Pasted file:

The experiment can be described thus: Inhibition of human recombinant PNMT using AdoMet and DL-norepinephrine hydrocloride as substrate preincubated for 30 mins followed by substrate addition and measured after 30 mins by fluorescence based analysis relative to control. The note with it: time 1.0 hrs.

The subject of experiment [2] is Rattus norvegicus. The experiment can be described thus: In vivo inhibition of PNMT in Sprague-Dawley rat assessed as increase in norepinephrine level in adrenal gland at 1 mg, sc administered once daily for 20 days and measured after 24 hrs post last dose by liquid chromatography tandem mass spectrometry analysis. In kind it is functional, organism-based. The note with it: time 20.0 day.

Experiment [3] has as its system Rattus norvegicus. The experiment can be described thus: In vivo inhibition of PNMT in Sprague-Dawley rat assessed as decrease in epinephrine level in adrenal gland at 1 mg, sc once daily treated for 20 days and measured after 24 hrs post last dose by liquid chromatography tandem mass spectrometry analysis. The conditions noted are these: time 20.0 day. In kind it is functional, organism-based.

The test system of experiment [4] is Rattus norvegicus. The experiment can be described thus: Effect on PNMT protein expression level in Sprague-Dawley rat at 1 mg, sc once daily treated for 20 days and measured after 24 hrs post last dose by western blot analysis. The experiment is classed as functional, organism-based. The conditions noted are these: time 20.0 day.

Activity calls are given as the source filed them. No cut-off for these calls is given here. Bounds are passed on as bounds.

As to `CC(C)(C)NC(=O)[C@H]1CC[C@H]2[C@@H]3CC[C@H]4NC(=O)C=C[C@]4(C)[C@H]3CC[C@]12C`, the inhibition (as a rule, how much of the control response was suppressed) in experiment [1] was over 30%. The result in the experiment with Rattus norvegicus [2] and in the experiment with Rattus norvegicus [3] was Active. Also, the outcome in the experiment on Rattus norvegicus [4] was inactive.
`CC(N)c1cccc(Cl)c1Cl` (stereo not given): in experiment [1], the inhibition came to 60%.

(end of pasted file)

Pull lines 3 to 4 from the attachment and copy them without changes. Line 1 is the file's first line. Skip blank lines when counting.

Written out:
Experiment [3] has as its system Rattus norvegicus. The experiment can be described thus: In vivo inhibition of PNMT in Sprague-Dawley rat assessed as decrease in epinephrine level in adrenal gland at 1 mg, sc once daily treated for 20 days and measured after 24 hrs post last dose by liquid chromatography tandem mass spectrometry analysis. The conditions noted are these: time 20.0 day. In kind it is functional, organism-based.

The test system of experiment [4] is Rattus norvegicus. The experiment can be described thus: Effect on PNMT protein expression level in Sprague-Dawley rat at 1 mg, sc once daily treated for 20 days and measured after 24 hrs post last dose by western blot analysis. The experiment is classed as functional, organism-based. The conditions noted are these: time 20.0 day.